MongoDB and Gene databases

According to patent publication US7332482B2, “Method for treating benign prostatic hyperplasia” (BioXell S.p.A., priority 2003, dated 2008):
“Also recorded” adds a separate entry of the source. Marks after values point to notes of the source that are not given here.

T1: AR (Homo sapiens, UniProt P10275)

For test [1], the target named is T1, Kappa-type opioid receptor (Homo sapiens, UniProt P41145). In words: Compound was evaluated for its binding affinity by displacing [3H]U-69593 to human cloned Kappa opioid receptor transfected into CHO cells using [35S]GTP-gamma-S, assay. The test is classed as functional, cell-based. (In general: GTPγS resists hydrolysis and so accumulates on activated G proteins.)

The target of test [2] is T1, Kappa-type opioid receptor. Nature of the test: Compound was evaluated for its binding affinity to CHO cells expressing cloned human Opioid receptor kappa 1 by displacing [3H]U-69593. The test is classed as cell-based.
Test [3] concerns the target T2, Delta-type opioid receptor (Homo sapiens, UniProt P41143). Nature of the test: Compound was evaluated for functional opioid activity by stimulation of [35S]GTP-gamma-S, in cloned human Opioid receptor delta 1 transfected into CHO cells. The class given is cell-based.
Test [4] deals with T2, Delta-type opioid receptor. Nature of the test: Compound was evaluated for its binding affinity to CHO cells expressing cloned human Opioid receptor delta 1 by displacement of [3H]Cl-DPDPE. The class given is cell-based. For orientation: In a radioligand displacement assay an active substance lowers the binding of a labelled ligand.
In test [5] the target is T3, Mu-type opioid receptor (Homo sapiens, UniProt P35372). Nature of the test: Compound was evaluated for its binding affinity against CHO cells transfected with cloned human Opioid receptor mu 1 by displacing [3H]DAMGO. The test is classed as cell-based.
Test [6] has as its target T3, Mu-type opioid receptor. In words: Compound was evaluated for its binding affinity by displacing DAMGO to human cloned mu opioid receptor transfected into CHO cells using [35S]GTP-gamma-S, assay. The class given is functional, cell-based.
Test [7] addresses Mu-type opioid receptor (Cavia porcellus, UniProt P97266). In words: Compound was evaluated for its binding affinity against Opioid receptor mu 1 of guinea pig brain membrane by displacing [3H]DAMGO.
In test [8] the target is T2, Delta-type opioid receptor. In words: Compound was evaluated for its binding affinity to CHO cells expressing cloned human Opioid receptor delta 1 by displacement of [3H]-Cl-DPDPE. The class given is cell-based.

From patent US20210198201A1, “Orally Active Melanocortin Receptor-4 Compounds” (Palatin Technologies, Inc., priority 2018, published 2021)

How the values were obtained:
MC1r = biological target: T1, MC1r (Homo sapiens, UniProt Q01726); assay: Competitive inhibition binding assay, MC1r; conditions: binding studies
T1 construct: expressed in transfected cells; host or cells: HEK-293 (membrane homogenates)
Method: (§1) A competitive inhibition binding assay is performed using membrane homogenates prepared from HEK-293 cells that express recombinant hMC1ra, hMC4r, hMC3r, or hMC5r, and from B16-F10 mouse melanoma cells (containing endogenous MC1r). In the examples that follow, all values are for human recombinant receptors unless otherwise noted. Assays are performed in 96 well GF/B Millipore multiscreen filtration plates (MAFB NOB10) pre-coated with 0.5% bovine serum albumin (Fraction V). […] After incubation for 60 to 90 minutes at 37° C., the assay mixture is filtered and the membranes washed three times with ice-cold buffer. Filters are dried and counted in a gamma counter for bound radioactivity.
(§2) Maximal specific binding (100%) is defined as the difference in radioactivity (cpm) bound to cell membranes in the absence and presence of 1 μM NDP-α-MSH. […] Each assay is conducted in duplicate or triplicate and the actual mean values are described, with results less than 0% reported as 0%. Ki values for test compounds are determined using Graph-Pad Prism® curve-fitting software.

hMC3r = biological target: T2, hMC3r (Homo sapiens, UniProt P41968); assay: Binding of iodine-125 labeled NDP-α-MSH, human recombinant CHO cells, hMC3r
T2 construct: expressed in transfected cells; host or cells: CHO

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hello good morning everybody and thank you for attending this talk as i was already been introduced i'm going to be talking about mongodb engene databases and first off before i start talking and go on with the talk i'd like to thank the organizers i'm really excited to be at the first python i would like to thank the organizers for having me here i'd like to thank Google for sponsoring the diversity program which has enabled me to come here and speak to each and every one of you so thank you moving on so i would like to interest introduce a little bit of what I've done I've been a free software volunteer from 2005 which which is when I started my journey with debian i wrote a sanskrit lokale for debian be locks it's in the deluxe package I found it open to women I volunteer with a number of women's organizations like Linux shakes sisters que te women have been Alice administrator and I've enjoyed understanding how diversity actually works why it is so hard for women to you know be in the community in the free software community when I started out they were very few women but now it's changed a lot and I've done as part of Google i worked with the sisters i did some mailman code we worked on 2.1 point 10 version that was pretty outdated since my oh man is on 3 X now and I did the patches testing and release project four sisters mailman and I also volunteered with the Scripps Research Institute in California which is where for whom I've done the MongoDB project so you can if you're interested you could just check out all the that I've done I have the student there the scripps research institute so basically the scripps research institute is a research organization in california they work a lot on gene databases bioinformatics stuff they do a lot of research in they run there so I worked with the Sioux lab which is a part of the scripps research institute under dr. Andrew su and they do a lot of how do you say gene wiki profiling the hub gene annotation databases in which researchers biologists and practically anybody who's interested in bioinformatics can go update the wiki you can get data if you're a student you can probably just read about it they have a few twenty thirty thousand pages on the gene wiki they also run a gene annotation database site called the bio GPS and my gene info so those two the last two were the ones that I've worked on and if you check out both these sites you'll find out that bio GPS is basically a side that allows you to do gene annotation it allows it allows researchers and biologists to go and get data on gene annotation protein function gene ontology you could do protein you could get wild card queries and you could get that information so a lot of biologists and researchers they use bio GPS in their everyday work and my gene info is the site that powers bio GPS so that is the one that I worked on so as I have already gone through this so it's basically by GPS is a customizable rest interface it allows you to get gene ontology G annotation gene symbols protein functions while kar komak valkar queries get symmetric IDs you could get em RNA sequences you could get protein sequence alignment sequences basically just anything that a biologist sort of scientists requires and moving on so so the service tag that we used is Ubuntu 12.04 mercurial because it's Python and we run the full site on AWS so currently the site is running on couchdb tornado python and by and these libraries that we have our bio Python numpy and PI es for elastic search so I'm pouring it from couchdb to MongoDB so that is what my project was all about and the malady be stacked that we are using is running on pipe we use PI mango which is the driver and mangu kit the object data mapper so moving on this is basically the project what project is all about so as you can see the whole idea is that we collect external gene annotation data from different sources so when you say sources we have multiple databases from which we pull data so it could be ensemble it could be an through as it could be data for about homology knit could be about a rad genome so what happens is that for example a rat genome aside would have data on gene ontology it could have data on gene sequencing or gene annotation but it won't have any data about phenotypes that I need to get from a different database so the idea was that we will collect all the data from multiple databases put them in a single MongoDB document because Mongo allows us to store data which is not exactly a it which does not have sequential from storing which you have in an R DBMS we can store data which have different fields which have different formats so for example in certain databases we have data which comes in a text format in some places it comes as CSV file it in some places they have stored it as a my sequel document and we pulled that data we convert everything into a JSON file and store it in Mongo so the idea is that we collect all the data and we have so scripts which we use to correct the annotation data and we convert them into JSON documents so for example if I have a 1017 that is the ID number on in Mongo I could probably check whether you have what symbol you have what is the name of the particular protein and what's the symbol corresponding symbol for 1017 so probably in a rat genome it could be cdk2 but in in an on Thursday are being database it could be something entirely different so the idea is that we bring all the data that corresponds to the gene ID number 10 17 merge them in one single document and then put them on bio GPS so that the researchers could probably go and check what is the latest because every time anthros updates their database rat genome might not do it or react or might not do it so the researcher has to go to three or four different databases do the research come back and merge that data and see whatever it is that they're searching for I'm new to biology I have learned biology only through this volunteering through this project so I'm not exactly sure what the biologist does or what they're searching for but I do know that when you have multiple databases with different types of data for the same gene they have a problem and that's the problem that you're trying to solve so we are trying put each of these IDs and merge these documents collect them and store them in MongoDB so we have the in the collection part once we've done that we have demons that will run at a periodic interval depending this entirely depends on the researchers research what they're trying to do so sometimes they do it on a daily basis if answer is updates their database every day then the researcher runs up the cron job that I've written and he gets or she gets the data on a daily basis and then done it gets dumped into the MongoDB and they're able to continue whatever if they run it sometimes the so scripts are run on a weekly basis sometimes it's on a monthly basis there are some databases which don't update for a few months altogether so so that's what we look at so the structures you can see on the right hand side of the screen is that we have a scroll saw script that runs are on periodic base and we can add sauce scripts later so that they can have an efficient data they can have mrna data they can have protein sequences or phenotypes data so depending on what the researcher requires so this is actually a work in progress so I'll be working on the sense right now I'm a hacker school so i'll be going back to work on this in january again so so the right now we have for gene annotation and gene ontology for the other things i'll be probably writing scripts much later then the second part is the architecture so earlier as i mentioned m that's the uri for the su lab you could probably just go there and check out all the projects that they have it's pretty interesting they have migrated a lot of their proprietary software into two free software they were part of the google Summer of Code this year and they did a bunch of games and gene wiki so these were the projects about eight or six projects were selected in google Summer of Code and so the old architecture as I mentioned earlier it was in couchdb so and everything the data loading indexing the searching all of this was done as a single file so we broke down the architecture I've separated them into Damon's data building data indexing and data loading so the goal is that we collect X gene annotation data from different sources and then we merge them into the gene source collection in MongoDB and then we use the amazon elastic search which allows us so that's the indexing part where we allow the researcher to search based on vile cards based on gene ontology or whatever it is that they require then the backend MongoDB framework allows me to index all these documents in a periodical format as and when the biological sources are updated then so if you can see the demons are for running all the scripts that the researcher requires it could be on a daily basis it could be on a weekly basis that they will decide if they want a particular interest database and they want it on a weekly pay next week or fifteenth of November so they can just go there and run that particular Damon it's just a single command that they have to do it from the command line they can do that and it will automatically take that build the source do the indexing and load it for them and it will on the bow GPS site this will be served for the researcher so if you check out the code over here the data loading this actually allows the register the register sources module will allow the the plug-in architecture it allows a meter data like collection name it allows me to get the name of the that is being processed the document structure and it will output all of this in each of the collections that are there so we have around nine collections in so far in Mongo you'll see that as we go across so now we come down to the building part so again when I'm building this particular database I'm combining the individual annotation data in one single document so for each of them they are in different they may be having different fields they have different data the only thing common between each of this is the gene ID number which is 10 17 or it could be anything now what happens is this becomes a big challenge because certain databases have a different field structure as you can see over there some of them have just the name and the symbol some of them have uni gene for the same ID number that is the gene ID number and some of them have a name symbol and a unit gene a regular are DBMS does not let us combine these kind of documents whereas in MongoDB which is why that's the advantage of having a no SQL database so I'm going to get databases which collections which have different structures which have different fields put the data together in one single file and I able to get a serve this full thing so that the researcher can you know get all the data that they require this is not possible in a regular re BMS and that's one of the biggest advantage so each of these combined databases sometimes run into 30 40 gb it depends sometimes it's even bigger than that so just getting them to how do you put it running it on a local machine was really hard for me I had a tough time and I had to use their the scripps research institute servers to get this work done because my machine does not have that kind of resource and capability to process 40 gigs of just for a single database and I had around nine collections where I was updating data so that really made it very very difficult for me then so if we move on now if you see this figure this actually is the architecture I'm not sure if you're able to see this okay okay so here you can see that a gene Kron pie oh yeah if you can see this is the architecture of the whole project how it works how we pull data from NCBI deandra's ensemble database and we are able to use the cron job which keeps the which keeps the check on the schedule time it check did the file dl answer is that i execute and downloads all the g-sib files into a data dump folder which i showed you a Liam it dumps them according to the date on which the cron job was run it brings all the data that's available there it needs to have a timestamp so that is one thing that it does it allows you it allows the researcher to go back and forth between two of the databases that they have pulled then once all the files are downloaded it imports there's a parse file for gbff files for ref sec it could be for annotation so we have scripts that parse all this data it again puts them in the data dump folder then the dl unter spy that filed and controls the trunk the program for execution to the parser which is the rough sex gbff file and all the five refseq files process and create new txt files as per the record in the gene bank so it uses as i mentioned earlier we use biopython so there is a library called bio set IQ which reads the data bank it formats parses locates each gene ID gene annotation gene ontology and it lists them according to the gene ID in the record in our collection then after that once we've created the Jean d'Arc source database we I run the data load data load script and that will allow me to index anything that the researcher asks so the pie es library that is an Amazon library that is provided for searching so we use a lot of their files it allows me to combine and serve this data and support all the rich queries that is required then um okay so if you see the data indexing but this is just a moment okay so if you see some of the code you will find that it's highly nested dictionaries and structures that we have so the file the data indexing files will flatten the dictionary because there are they are so deeply nested that sometimes pulling out the data is very difficult so this particular it's a huge file but I've just taken this part to show you that we can flatten the structure and then we are able to then merge I'm sorry we can flatten the structure and then we are able to do the search for the indexing part of it so we get the metadata we can get the mapping we can get it on the basis of the keys on the ontology depending on the structure if it's protein kinase then we can we can define what are the the fields that they have used the for that particular collection in and rest or in react home or in any other database that we have then after that this is a list of the collections that we have so as you can see there might be some data like if I go back over here there might be some data which is there in the anthers go database but it's not available in a homology so each of this this particular for when I'm searching and I'm indexing the data I need to flatten the structure because the structure that each of these databases uses is very different a homo gene database has a completely different file structure when I when I drop that in my collection it didn't does not necessarily match what is there in a uni gene database it does not match what is there in a gene info database oh I'm sorry this is quite a bit to go on but okay so i'll just quickly end this top by saying that you could just go and pull the code from the the uri did everybody get the uri um it's yeah it's bitbucket dark slab so you just go and check out the code that we have gene doc hub is the Jeana hub is the code repo so my code would be in bit bitbucket org structure / jinguk hub so that's my branch it still needs to be pulled into the core rip oh so that's I'm so sorry that this quite a bit that I could you know discuss and talk about but we've run out of time so I'll just say thank you very much for listening and if anybody has questions you could please talk to me after the you know after this is over so I'm around so thank you very much I'm very sorry